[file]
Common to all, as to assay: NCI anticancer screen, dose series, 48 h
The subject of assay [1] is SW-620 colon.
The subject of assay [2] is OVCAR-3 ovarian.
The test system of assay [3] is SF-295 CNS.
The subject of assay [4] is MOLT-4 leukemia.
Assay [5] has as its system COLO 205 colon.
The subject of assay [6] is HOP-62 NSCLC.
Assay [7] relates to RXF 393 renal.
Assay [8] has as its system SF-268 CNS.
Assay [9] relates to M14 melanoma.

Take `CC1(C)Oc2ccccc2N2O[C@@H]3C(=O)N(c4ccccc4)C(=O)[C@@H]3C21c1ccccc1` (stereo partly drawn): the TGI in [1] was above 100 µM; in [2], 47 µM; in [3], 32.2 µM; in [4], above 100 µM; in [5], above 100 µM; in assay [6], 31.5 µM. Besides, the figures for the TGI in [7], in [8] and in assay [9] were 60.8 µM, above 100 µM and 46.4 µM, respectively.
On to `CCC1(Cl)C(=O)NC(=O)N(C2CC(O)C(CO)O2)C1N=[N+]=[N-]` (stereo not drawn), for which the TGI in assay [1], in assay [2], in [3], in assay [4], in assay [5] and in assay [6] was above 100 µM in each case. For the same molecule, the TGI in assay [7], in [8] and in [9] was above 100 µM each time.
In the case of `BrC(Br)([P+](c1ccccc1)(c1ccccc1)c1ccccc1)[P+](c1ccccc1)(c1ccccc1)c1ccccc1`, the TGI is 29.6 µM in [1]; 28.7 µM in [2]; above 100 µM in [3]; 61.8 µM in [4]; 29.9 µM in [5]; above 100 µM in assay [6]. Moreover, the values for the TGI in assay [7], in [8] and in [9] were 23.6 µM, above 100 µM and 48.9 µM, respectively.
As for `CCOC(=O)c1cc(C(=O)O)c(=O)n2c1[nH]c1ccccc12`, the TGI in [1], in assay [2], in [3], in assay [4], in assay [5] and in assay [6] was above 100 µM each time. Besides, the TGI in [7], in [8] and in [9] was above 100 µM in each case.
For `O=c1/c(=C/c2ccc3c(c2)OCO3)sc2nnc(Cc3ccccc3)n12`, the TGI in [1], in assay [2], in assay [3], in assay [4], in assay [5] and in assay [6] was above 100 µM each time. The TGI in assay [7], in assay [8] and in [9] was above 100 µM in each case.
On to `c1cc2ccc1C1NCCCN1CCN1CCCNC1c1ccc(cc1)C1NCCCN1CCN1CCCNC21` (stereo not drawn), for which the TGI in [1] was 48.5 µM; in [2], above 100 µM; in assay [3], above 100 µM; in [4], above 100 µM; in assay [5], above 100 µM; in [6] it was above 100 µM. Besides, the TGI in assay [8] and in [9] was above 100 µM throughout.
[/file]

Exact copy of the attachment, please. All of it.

Common to all, as to assay: NCI anticancer screen, dose series, 48 h
The subject of assay [1] is SW-620 colon.
The subject of assay [2] is OVCAR-3 ovarian.
The test system of assay [3] is SF-295 CNS.
The subject of assay [4] is MOLT-4 leukemia.
Assay [5] has as its system COLO 205 colon.
The subject of assay [6] is HOP-62 NSCLC.
Assay [7] relates to RXF 393 renal.
Assay [8] has as its system SF-268 CNS.
Assay [9] relates to M14 melanoma.

Take `CC1(C)Oc2ccccc2N2O[C@@H]3C(=O)N(c4ccccc4)C(=O)[C@@H]3C21c1ccccc1` (stereo partly drawn): the TGI in [1] was above 100 µM; in [2], 47 µM; in [3], 32.2 µM; in [4], above 100 µM; in [5], above 100 µM; in assay [6], 31.5 µM. Besides, the figures for the TGI in [7], in [8] and in assay [9] were 60.8 µM, above 100 µM and 46.4 µM, respectively.
On to `CCC1(Cl)C(=O)NC(=O)N(C2CC(O)C(CO)O2)C1N=[N+]=[N-]` (stereo not drawn), for which the TGI in assay [1], in assay [2], in [3], in assay [4], in assay [5] and in assay [6] was above 100 µM in each case. For the same molecule, the TGI in assay [7], in [8] and in [9] was above 100 µM each time.
In the case of `BrC(Br)([P+](c1ccccc1)(c1ccccc1)c1ccccc1)[P+](c1ccccc1)(c1ccccc1)c1ccccc1`, the TGI is 29.6 µM in [1]; 28.7 µM in [2]; above 100 µM in [3]; 61.8 µM in [4]; 29.9 µM in [5]; above 100 µM in assay [6]. Moreover, the values for the TGI in assay [7], in [8] and in [9] were 23.6 µM, above 100 µM and 48.9 µM, respectively.
As for `CCOC(=O)c1cc(C(=O)O)c(=O)n2c1[nH]c1ccccc12`, the TGI in [1], in assay [2], in [3], in assay [4], in assay [5] and in assay [6] was above 100 µM each time. Besides, the TGI in [7], in [8] and in [9] was above 100 µM in each case.
For `O=c1/c(=C/c2ccc3c(c2)OCO3)sc2nnc(Cc3ccccc3)n12`, the TGI in [1], in assay [2], in assay [3], in assay [4], in assay [5] and in assay [6] was above 100 µM each time. The TGI in assay [7], in assay [8] and in [9] was above 100 µM in each case.
On to `c1cc2ccc1C1NCCCN1CCN1CCCNC1c1ccc(cc1)C1NCCCN1CCN1CCCNC21` (stereo not drawn), for which the TGI in [1] was 48.5 µM; in [2], above 100 µM; in assay [3], above 100 µM; in [4], above 100 µM; in assay [5], above 100 µM; in [6] it was above 100 µM. Besides, the TGI in assay [8] and in [9] was above 100 µM throughout.